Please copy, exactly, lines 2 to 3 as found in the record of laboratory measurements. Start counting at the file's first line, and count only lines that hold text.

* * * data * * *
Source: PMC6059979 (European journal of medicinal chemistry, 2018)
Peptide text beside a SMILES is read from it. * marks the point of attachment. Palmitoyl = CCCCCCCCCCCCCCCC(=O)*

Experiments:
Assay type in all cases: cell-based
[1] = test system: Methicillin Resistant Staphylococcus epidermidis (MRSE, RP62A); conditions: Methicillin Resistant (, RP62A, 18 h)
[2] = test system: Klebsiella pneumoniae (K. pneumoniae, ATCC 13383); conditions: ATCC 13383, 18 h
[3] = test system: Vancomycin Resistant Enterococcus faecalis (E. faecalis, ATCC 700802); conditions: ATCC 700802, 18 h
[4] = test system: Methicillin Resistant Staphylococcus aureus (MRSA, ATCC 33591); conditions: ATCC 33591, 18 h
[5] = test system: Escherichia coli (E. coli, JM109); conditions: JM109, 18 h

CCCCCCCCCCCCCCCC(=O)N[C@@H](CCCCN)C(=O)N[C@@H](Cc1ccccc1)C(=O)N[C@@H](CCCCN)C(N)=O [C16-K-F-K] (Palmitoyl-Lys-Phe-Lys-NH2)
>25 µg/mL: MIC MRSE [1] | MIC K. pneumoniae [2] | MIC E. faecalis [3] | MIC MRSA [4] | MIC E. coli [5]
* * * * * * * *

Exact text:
Peptide text beside a SMILES is read from it. * marks the point of attachment. Palmitoyl = CCCCCCCCCCCCCCCC(=O)*

Experiments: